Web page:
A collection of medicines and pain-relief tablets on a kitchen table.

Getting Sick in a Foreign Country





Thoughts from Alanna…

Getting sick sucks. Getting sick in a foreign country sucks even more. I’m lucky that I live in a place that still speaks English (although a slightly different version) but buying different medicines can be tricky and annoying.

I have not found my trusty NyQuil or Neocitrain. I’m in new territory now.

If you’re planning a trip away, I would definitely suggest that you bring some familiar medicines from home, like you’re usual Cold/Flu tablets. If you’re moving away (or travelling for a huge amount of time) you’ll need to get comfortable with finding new meds.

PS: Getting sick while living abroad makes homesickness 100% worse. Don’t be surprised if it hits you unexpectedly!

Quick Tips for the UK

  • You’re not going to find your usual “go-to” brands so make sure to familiarize yourself with what’s at your local shop.
  • A lot of medicines you’ll need to get over the counter (any drowsy-type medicine for sure). Many big grocery stores (Tesco, Asda, etc) will have a person working the pharmacy and that’s who you’ll need to go to. If you’re unsure what you need, just tell them your symptoms and they’ll be able to give recommendations
  • I usually just buy medicine from Adsa where we buy our groceries, but Boots is also a really popular pharmacy-type place, very similar to Shoppers in Canada.
  • Ibuprofen (very common) is what’s in Advil. Acetaminophen (not very common) is what’s in Tylenol. Next to Ibuprofen is paracetamol which is also very common. You can by no-name packs of Ibuprofen and paracetamol tables for mere pence at the grocery store.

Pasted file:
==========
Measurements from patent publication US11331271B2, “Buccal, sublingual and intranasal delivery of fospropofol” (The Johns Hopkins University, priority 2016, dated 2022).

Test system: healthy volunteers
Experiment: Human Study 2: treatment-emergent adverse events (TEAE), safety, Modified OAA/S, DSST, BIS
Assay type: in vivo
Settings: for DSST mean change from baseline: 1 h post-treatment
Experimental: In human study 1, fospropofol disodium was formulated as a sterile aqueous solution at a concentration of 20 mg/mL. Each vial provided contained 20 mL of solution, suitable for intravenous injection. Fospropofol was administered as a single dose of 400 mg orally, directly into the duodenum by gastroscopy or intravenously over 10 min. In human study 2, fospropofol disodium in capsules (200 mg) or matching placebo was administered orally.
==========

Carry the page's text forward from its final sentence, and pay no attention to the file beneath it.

• Liquid medicine tastes 100% worse than what you’ll have experience with in Canada. Just awful. Terrible. And I can’t say they have many “flavoured” liquid versions, like cherry or strawberry. It’s just medicine and it tastes like garbage.

A bottle of NiteNurse with a cap full of the green medicine.Nite Nurse
This tastes like hell on Earth and burns all the way down. It’s supposed to make you drowsy so you can only get it over the counter. While I can’t say that it puts me to sleep right away like Nyquil, once I’m asleep on Nite Nurse I will not wake up for a solid 12 hours. Be careful taking this on a work-night (I missed my alarm and thus missed my bus to work).

A small white bottle of Menthol crystals.Menthol Crystals
You can get tiny little tubs of these over the counter and are really lovely if you’re stuffed up or congested. Put a few into a bowl, fill with boiling water, put your nose over the bowl and cover yourself with a towel. It’s powerful! it’s also really nice just to keep in your bedroom to breathe better when you’re sick.

Lozenges
You’ll be able to buy the usual Halls lozenges at most shops, but you’ll also find a bunch of different medicine-type lozenges that are fairly cheap. A pack of “Asda” brand ones are usually just a pound or two.

A white mug full of medicine-tea in front of a desktop Canadian flag.

Lemsip at my desk!

Lemsip
I like Lemsip because you can get a powdered Cold & Flu version. I throw a few packets in my purse, boil some water in my tea mug at work and pour in the medicine. Thankfully, it doesn’t taste too bad and feels really nice on a sore throat. If you can’t be bothered, there’s pill versions as well. Beechams also provides the same thing.

Whatever the case, stock up on meds and orange juice (with or without “bits”) and get better soon!